Alchemy In The Afternoon

Alchemy is a chemical transformation of matter through air, earth, fire and water, a process characterized by melanosis (blackening), leukosis (whitening), xanthosis (yellowing) and isis (reddening), also known as nigredo (chaos), albedo (release, daybreak) and rubedo (intensity, sunrise); which means through the language of the opus magnum, alchemy is to cook, and specifically for these words, to smoke meat.


Above is an alchemical furnace pictured in De alchimia (1529) by a fictional/real alchemist named “Geber.”  Similar to a melting furnace, the vessel needs to be egg-shaped as the spherical cosmos, similar to a womb where an interactions of elements and matters produces the filius philosophorum, that is, whatever miracle to be created–in our case, it’s a beautiful, red-lined smoked pork belly.


The Weber 18-inch Smokey Mountain Smoker is my alchemical furnace where matter, or in this particular case flesh as in a 3pd pork belly, suffers through the application of heat, moisture, and smoke to become, to resurrect into a delicious experience of meat and fat.  Each of the pieces of my alchemical apparatus serves to convert one state of matter to another, to metamorphosize what cannot be eaten into what must because of the wondrous changes which limit microbial growth, halt fat oxidation, in other words preserve, and then via barbecuing create the glorious succulent fiber and tissue of a god-honoring meal.  To begin, a bowl and ring hold many compressed blocks of coal dust (wood, decayed vegetation, sedimentary rocks, skeletal fragments) and logs or chunks of local trees such as apple, peach, pecan, mesquite, hickory, set ablaze with sections of the New York Times (devoted follower, but paper is paper once read) and matches.  Once the coals and wood start their journey into a “whitening” it’s time to set the central chamber with the water pan on top of the smoking bowl, which now means four elements are in play, and we need the star of the show.


Beautiful isn’t it.  The pig feeds people around the world, and pork features in many delicious recipes, especially the belly which offers deep, thick deposits of creamy, succulent fat which protects the meat and provides a compelling, rich flavor.  Because the fat is a beautiful work of nature for transferring taste, I lather my belly with maple syrup and honey.


Then, of course, a healthy sprinkling of salt flakes and pepper.


Then into the refrigerator for four hours, which allows me time to further consider the alchemical properties of smoking meat.


This image appears in Carl Jung’s Psychology and Alchemy, which is one of my sources for the nuances of alchemy.  From Albertus Magnus’ Philosophia naturalis (1650) the male figure appears in the middle of a circle divided by day and night, in the form of a clock or sundial (or moon-dial) and containing four elements; the circle itself surrounded by symbols of measurement, especially the number of perfection, 10.  The union of water, fire, earth and air over a number of minutes, hours within an egg-shaped vessel will result in a divine, mystical being or perfectly smoked pork belly. This means irreconcilables must be united.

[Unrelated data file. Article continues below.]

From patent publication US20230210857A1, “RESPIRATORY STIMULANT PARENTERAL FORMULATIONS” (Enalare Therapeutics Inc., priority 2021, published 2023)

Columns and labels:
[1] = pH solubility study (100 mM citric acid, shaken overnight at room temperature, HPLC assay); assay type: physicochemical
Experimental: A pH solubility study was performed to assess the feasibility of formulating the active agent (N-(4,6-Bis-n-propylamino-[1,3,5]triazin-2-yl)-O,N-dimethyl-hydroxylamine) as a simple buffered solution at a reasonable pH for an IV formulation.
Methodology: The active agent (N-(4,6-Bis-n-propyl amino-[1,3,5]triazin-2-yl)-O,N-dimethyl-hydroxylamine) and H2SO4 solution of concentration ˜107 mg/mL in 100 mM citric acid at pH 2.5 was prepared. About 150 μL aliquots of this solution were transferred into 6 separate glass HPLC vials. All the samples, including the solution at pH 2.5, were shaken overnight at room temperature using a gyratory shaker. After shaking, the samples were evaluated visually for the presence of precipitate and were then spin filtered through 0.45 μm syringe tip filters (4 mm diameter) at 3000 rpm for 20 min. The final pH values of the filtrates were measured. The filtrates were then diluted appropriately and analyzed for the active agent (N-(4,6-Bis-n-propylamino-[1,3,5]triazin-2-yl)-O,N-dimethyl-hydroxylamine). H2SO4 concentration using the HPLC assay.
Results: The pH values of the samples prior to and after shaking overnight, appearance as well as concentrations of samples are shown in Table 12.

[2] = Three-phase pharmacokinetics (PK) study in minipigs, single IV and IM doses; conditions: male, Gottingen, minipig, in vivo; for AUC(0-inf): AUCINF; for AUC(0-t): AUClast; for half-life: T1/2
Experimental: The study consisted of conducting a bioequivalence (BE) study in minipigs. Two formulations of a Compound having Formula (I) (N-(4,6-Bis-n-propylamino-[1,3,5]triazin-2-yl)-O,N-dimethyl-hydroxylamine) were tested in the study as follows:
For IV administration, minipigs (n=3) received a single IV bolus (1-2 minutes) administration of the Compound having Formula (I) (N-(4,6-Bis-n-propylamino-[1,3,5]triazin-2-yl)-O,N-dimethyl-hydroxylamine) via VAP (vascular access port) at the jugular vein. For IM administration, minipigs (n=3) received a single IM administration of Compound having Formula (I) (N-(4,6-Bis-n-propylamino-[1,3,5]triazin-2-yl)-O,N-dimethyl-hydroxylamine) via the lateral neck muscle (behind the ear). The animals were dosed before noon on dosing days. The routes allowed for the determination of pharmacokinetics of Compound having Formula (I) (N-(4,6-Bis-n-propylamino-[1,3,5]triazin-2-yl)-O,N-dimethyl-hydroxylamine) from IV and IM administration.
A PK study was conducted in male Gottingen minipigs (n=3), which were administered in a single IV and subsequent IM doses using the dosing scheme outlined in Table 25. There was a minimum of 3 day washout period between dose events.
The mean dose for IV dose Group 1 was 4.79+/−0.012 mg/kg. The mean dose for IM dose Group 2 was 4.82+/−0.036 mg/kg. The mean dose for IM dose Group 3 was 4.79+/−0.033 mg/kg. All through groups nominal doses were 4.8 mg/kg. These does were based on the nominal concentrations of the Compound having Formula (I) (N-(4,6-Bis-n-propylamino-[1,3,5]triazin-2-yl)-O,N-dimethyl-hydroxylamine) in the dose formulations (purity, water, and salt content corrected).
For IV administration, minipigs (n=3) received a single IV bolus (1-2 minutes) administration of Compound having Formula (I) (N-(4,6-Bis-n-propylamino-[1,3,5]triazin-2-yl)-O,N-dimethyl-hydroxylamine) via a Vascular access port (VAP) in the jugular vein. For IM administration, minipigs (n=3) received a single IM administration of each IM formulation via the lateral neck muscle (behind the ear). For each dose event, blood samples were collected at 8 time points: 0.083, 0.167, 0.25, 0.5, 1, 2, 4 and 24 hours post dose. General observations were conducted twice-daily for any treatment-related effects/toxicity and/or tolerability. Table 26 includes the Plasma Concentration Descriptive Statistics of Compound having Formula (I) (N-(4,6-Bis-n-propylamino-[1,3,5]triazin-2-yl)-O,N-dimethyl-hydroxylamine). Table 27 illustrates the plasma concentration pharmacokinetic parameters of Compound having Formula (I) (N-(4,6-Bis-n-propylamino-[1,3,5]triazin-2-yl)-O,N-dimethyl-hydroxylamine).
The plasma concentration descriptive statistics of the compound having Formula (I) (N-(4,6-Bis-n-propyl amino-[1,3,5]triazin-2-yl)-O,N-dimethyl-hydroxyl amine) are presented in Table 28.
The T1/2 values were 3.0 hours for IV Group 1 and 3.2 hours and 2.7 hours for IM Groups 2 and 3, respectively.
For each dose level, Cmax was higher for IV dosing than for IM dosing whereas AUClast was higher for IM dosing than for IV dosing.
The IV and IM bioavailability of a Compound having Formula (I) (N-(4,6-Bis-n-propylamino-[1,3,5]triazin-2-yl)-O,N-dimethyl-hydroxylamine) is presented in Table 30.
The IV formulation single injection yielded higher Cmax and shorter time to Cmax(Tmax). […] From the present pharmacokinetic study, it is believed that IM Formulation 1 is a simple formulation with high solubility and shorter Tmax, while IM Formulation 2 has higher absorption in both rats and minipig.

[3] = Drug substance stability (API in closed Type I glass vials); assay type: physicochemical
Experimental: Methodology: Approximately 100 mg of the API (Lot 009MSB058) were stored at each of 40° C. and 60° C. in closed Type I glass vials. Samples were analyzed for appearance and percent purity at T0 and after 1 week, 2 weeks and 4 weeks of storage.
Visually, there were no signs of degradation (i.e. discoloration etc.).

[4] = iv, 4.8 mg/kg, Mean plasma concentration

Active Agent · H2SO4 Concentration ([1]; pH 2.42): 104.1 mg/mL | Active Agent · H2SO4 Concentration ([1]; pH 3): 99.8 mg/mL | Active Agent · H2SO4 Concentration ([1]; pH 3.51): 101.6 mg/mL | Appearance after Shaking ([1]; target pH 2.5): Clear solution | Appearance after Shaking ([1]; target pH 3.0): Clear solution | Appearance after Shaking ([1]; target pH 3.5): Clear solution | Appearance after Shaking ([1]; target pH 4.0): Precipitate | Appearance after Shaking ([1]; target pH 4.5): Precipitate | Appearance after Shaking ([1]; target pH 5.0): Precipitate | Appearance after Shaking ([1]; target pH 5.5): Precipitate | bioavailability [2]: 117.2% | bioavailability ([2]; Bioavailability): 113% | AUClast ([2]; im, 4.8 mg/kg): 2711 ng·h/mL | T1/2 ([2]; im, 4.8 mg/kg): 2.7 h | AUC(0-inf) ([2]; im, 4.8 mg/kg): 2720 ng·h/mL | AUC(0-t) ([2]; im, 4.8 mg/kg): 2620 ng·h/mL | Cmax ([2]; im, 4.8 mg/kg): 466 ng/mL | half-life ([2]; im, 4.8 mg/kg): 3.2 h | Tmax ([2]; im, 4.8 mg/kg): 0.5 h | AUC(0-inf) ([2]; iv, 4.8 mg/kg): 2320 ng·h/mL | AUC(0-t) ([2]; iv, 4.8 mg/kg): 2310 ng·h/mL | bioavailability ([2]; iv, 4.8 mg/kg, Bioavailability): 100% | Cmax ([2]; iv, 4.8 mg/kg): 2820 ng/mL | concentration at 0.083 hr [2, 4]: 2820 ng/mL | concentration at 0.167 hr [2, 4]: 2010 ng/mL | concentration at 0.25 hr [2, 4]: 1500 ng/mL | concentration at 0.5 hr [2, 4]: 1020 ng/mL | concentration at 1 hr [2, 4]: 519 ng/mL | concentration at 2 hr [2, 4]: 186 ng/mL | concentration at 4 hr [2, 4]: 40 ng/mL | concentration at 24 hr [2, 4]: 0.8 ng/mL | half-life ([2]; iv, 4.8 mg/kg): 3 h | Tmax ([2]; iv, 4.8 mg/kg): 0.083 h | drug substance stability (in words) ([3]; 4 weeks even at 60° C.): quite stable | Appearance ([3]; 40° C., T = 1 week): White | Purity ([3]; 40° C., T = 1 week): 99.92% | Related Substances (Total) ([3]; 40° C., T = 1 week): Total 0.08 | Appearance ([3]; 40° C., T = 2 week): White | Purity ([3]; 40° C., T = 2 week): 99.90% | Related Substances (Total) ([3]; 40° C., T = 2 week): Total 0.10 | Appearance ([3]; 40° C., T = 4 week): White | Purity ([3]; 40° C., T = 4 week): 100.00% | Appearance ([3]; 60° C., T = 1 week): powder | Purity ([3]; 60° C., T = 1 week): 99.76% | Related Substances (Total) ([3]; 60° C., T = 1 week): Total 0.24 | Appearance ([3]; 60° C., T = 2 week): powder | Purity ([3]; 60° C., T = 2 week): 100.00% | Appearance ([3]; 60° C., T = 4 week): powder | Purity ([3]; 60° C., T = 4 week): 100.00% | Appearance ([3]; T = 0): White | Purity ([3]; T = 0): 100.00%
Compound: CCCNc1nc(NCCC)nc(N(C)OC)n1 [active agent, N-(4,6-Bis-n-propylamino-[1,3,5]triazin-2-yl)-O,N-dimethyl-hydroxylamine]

This figure from Psychology and Alchemy, vividly portrays the “wedding” of contraries, elements that may be seen as negating each other, but actually whose union is necessary for a meaningful transformation to occur through paradoxes  The goal of this is gold.

By virtue of alchemical operations, homologized with the “tortures,” “death,” and “resurrection” of the mystes, substance is transmuted, that is, obtains a transcendental mode of being: it becomes “Gold.”  (304-5)

Volume Two of Mircea Eliade’s three-volume work History of Religious Ideas, covers Greco-Egyptian alchemy from texts dated between the third century BCE to the fifth century CE, revealing a detailed journey to a higher consciousness, or in our case, the famous “red-line.”


Also called “pink ring” and a “smoke ring,” the distinct band forms when meat is barbecued and the release of nitrogen dioxide (NO2) from the organic matter burning dissolves into nitrous acid at the meat’s surface, which is then absorbed into tissue which in turn becomes nitric oxide and interacts with myoglobin to form pink or red molecules (big thanks to Harold McGee for this information).  There it is above in some recent pork shoulder I smoked using pecan wood.  Time for alchemy.


Pecan wood from Uncle Will’s Woodyard.


Briquets and pecan wood (earth) with fire.

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Water with flesh from the Whole Foods butcher on Waugh.




Beer and book.  Adelbert’s Brewery is one my favorite craft delights, especially The Philosophizer, and when I saw Hibiscus Saison, I just had to try–hoppy, many citrus and floral notes, and a bit tarty.  Lovely to drink while contemplating alchemy and smoke over the course of four and a half hours, which leads to this.


A saturated, golden-brown, caramel color with distinct striations along the side.


Like looking through layers of rock into the earth’s past.  I believe we’ve arrived at the Philosopher’s Stone.  Time to slice.


Now we can eat as is or place between toasted bread, or as I eventually will, settle a slice or two into taco shells with smoked shrimp and slaw.


Next time, I’ll pursue alchemy with a cow tongue; until then, here’s The Platters singing “Smoke Gets in Your Eyes.”  Bon Appétit!